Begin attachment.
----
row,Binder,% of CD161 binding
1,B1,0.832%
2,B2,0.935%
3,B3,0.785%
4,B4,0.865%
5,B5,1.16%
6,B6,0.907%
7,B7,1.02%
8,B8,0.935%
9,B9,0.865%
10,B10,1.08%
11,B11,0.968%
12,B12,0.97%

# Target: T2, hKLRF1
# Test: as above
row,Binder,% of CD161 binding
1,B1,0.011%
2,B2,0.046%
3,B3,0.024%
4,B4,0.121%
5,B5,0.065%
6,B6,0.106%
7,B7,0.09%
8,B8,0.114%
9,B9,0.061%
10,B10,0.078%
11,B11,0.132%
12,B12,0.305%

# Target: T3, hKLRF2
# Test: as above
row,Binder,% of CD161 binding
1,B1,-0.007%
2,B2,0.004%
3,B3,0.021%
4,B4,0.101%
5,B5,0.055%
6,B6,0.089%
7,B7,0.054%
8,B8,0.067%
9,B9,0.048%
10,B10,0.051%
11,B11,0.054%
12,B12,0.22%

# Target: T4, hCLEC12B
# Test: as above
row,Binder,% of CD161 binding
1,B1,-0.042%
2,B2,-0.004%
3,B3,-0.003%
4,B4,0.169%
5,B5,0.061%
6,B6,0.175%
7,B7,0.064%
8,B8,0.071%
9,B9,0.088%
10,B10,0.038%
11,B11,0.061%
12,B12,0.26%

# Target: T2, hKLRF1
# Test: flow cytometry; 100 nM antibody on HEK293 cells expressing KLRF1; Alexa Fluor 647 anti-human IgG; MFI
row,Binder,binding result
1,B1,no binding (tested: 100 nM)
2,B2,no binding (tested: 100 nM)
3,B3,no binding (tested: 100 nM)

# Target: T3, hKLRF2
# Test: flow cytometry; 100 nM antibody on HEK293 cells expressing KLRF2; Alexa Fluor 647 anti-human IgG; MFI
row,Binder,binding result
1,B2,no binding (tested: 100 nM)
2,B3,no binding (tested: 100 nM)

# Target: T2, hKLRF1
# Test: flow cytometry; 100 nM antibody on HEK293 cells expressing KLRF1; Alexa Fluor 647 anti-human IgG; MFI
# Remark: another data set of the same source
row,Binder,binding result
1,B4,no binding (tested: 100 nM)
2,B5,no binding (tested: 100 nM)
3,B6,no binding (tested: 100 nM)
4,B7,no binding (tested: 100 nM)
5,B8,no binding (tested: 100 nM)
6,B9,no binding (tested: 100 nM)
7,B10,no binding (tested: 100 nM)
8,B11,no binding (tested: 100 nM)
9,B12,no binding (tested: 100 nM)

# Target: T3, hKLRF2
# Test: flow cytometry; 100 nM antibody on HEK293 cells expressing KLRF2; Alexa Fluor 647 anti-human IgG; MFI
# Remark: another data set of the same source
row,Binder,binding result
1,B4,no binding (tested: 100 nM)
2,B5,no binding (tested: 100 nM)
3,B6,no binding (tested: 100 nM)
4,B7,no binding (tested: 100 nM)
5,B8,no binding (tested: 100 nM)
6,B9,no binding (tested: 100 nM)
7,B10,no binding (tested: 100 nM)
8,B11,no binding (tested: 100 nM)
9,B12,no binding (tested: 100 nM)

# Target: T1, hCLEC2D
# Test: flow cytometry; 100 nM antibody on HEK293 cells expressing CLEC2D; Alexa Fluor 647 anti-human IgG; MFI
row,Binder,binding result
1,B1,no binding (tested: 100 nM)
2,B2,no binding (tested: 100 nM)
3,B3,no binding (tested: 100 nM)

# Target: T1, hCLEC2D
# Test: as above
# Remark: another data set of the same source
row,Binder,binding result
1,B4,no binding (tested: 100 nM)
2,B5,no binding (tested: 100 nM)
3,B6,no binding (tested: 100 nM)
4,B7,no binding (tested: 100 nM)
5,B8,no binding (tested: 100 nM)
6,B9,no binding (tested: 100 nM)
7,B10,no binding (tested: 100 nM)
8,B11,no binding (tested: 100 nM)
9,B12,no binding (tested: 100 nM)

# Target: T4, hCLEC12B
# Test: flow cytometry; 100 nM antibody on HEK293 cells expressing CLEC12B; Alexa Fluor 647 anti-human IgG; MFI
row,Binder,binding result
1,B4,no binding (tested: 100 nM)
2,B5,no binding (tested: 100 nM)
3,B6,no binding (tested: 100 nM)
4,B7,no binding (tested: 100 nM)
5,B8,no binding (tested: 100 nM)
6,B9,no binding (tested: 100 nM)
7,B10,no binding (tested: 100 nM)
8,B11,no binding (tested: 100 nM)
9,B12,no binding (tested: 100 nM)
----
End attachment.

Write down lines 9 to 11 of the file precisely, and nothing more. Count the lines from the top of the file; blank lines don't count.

8,B8,0.935%
9,B9,0.865%
10,B10,1.08%